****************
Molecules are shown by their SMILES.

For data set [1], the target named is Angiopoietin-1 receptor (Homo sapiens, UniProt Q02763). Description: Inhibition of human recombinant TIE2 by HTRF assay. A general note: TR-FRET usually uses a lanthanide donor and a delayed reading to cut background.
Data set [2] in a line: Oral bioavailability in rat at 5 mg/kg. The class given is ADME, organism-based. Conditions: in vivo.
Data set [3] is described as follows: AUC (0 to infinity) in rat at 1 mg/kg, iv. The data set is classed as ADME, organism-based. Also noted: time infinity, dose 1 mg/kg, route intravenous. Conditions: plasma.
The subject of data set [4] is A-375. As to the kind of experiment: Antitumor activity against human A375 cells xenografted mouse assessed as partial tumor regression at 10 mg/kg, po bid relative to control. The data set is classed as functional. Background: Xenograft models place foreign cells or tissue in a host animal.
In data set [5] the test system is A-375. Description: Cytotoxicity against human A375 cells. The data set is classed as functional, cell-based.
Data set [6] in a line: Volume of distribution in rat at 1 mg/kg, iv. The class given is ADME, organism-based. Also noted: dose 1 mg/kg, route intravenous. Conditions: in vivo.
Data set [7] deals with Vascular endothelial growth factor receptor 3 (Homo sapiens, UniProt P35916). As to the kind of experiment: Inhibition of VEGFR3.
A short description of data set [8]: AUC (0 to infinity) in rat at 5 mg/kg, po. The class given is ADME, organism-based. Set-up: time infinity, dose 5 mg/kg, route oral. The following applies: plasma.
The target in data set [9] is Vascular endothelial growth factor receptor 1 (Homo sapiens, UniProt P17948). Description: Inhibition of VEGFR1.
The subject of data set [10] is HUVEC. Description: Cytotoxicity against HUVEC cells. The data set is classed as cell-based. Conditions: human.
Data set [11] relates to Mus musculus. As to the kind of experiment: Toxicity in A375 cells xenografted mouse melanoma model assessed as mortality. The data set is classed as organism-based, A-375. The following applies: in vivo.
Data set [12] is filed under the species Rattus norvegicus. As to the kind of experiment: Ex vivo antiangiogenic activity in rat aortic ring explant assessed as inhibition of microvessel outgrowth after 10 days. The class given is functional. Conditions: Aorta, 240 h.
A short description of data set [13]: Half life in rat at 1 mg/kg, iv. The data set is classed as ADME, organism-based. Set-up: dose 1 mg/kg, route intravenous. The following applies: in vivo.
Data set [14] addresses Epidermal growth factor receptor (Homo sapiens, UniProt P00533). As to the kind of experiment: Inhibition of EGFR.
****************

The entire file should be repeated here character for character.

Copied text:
Molecules are shown by their SMILES.

For data set [1], the target named is Angiopoietin-1 receptor (Homo sapiens, UniProt Q02763). Description: Inhibition of human recombinant TIE2 by HTRF assay. A general note: TR-FRET usually uses a lanthanide donor and a delayed reading to cut background.
Data set [2] in a line: Oral bioavailability in rat at 5 mg/kg. The class given is ADME, organism-based. Conditions: in vivo.
Data set [3] is described as follows: AUC (0 to infinity) in rat at 1 mg/kg, iv. The data set is classed as ADME, organism-based. Also noted: time infinity, dose 1 mg/kg, route intravenous. Conditions: plasma.
The subject of data set [4] is A-375. As to the kind of experiment: Antitumor activity against human A375 cells xenografted mouse assessed as partial tumor regression at 10 mg/kg, po bid relative to control. The data set is classed as functional. Background: Xenograft models place foreign cells or tissue in a host animal.
In data set [5] the test system is A-375. Description: Cytotoxicity against human A375 cells. The data set is classed as functional, cell-based.
Data set [6] in a line: Volume of distribution in rat at 1 mg/kg, iv. The class given is ADME, organism-based. Also noted: dose 1 mg/kg, route intravenous. Conditions: in vivo.
Data set [7] deals with Vascular endothelial growth factor receptor 3 (Homo sapiens, UniProt P35916). As to the kind of experiment: Inhibition of VEGFR3.
A short description of data set [8]: AUC (0 to infinity) in rat at 5 mg/kg, po. The class given is ADME, organism-based. Set-up: time infinity, dose 5 mg/kg, route oral. The following applies: plasma.
The target in data set [9] is Vascular endothelial growth factor receptor 1 (Homo sapiens, UniProt P17948). Description: Inhibition of VEGFR1.
The subject of data set [10] is HUVEC. Description: Cytotoxicity against HUVEC cells. The data set is classed as cell-based. Conditions: human.
Data set [11] relates to Mus musculus. As to the kind of experiment: Toxicity in A375 cells xenografted mouse melanoma model assessed as mortality. The data set is classed as organism-based, A-375. The following applies: in vivo.
Data set [12] is filed under the species Rattus norvegicus. As to the kind of experiment: Ex vivo antiangiogenic activity in rat aortic ring explant assessed as inhibition of microvessel outgrowth after 10 days. The class given is functional. Conditions: Aorta, 240 h.
A short description of data set [13]: Half life in rat at 1 mg/kg, iv. The data set is classed as ADME, organism-based. Set-up: dose 1 mg/kg, route intravenous. The following applies: in vivo.
Data set [14] addresses Epidermal growth factor receptor (Homo sapiens, UniProt P00533). As to the kind of experiment: Inhibition of EGFR.